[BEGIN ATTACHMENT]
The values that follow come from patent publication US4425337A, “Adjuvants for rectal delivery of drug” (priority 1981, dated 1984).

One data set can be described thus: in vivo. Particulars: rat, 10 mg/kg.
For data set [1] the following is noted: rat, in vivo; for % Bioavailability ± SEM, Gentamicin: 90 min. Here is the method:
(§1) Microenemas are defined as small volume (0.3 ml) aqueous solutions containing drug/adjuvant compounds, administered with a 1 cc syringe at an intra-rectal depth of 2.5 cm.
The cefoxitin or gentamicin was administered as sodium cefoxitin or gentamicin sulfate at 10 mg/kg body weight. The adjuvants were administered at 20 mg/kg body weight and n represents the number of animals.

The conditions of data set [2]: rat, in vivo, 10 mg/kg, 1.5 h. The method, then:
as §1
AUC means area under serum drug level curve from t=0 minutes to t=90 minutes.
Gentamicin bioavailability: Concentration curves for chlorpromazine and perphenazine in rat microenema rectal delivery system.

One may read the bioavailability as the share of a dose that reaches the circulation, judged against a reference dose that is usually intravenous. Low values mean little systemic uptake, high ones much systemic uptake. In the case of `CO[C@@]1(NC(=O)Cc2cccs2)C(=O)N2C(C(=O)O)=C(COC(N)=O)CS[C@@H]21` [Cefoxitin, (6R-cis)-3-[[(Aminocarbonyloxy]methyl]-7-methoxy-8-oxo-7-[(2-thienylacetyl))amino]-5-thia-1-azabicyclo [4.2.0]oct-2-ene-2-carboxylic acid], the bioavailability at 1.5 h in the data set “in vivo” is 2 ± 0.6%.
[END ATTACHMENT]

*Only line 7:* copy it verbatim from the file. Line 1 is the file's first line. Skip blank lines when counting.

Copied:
as §1